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Users of food delivery services grew 135 million in a year, according to a CNNIC report. (Picture: AFP)

Report: data from users of popular food delivery apps stolen and sold online in China

Names, phone numbers and addresses listed for as little as 1 US cent apiece

This article originally appeared on ABACUS

Order a meal online in China, and strangers can get hold of your name, phone number and address.

That’s according to an investigation by a Beijing newspaper, detailing how user information was stolen from some of China’s biggest food delivery platforms, including Meituan and

The Beijing News spoke to a black market vendor who was selling personal data at 800 yuan (US$125) for every 10,000 profiles. The information includes name, gender, phone number and address of users from recent food orders. 
Users’ personal information is sold online for just a little more than 1 US cent apiece. (Picture: The Beijing News)

So how did the information got stolen? Turns out, they were leaked by delivery drivers, as well as operators that run takeaway services for restaurants.

Marketing firms and cold callers made up the majority of data buyers, who communicated through online chat groups.  

Food delivery apps are hugely popular in China. More than 343 million users across most Chinese cities have grown accustomed to these fast and cheap services -- that's roughly one in every four people in the country. 


Meituan and say that they have notified the police and are working to improve the security of their platforms.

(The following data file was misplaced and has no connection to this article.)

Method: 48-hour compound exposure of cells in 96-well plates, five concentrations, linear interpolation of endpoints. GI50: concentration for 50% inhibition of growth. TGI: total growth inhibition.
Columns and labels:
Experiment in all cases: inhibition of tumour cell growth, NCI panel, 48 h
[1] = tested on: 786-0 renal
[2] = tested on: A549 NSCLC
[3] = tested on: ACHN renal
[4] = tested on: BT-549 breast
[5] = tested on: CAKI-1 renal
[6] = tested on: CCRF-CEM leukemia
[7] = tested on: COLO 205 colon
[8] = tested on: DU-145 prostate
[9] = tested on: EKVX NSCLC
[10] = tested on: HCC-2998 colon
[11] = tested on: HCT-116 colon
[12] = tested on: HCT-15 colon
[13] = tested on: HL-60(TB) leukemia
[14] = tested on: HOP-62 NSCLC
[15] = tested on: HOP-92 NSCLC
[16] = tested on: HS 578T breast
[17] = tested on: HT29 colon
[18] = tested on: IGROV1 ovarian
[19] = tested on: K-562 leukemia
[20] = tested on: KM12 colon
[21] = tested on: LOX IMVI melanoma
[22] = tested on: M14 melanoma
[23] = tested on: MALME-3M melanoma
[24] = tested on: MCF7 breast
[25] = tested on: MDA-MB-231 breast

Users of food delivery services grew 135 million in a year, according to a CNNIC report. (Picture: AFP)

Still, the case triggered an outcry among Chinese internet users, who are becoming increasingly worried about online privacy. Many say they've been kept in the dark on how tech companies are using their personal data.

Recently, a think tank in Beijing found that some internet lenders did not include privacy agreements in their apps -- and often asked to access information that's unnecessary for operating their services.
And last year, Huawei  reportedly gleaned information from WeChat messages to provide restaurant recommendations for users of its Honor Magic smartphones. The move was blasted by WeChat provider Tencent, which itself was  accused of snooping on chats.

The government has been taking actions to tackle growing concerns.

In January, regulators slammed Baidu, Alibaba and news aggregator giant Bytedance over what they called weak data protection policies. Companies were warned they could face severe punishment for future violations. 

(Abacus is a unit of the South China Morning Post, which is owned by Alibaba.)

For more insights into China tech, sign up for our tech newsletters, subscribe to our Inside China Tech podcast, and download the comprehensive 2019 China Internet Report. Also roam China Tech City, an award-winning interactive digital map at our sister site Abacus.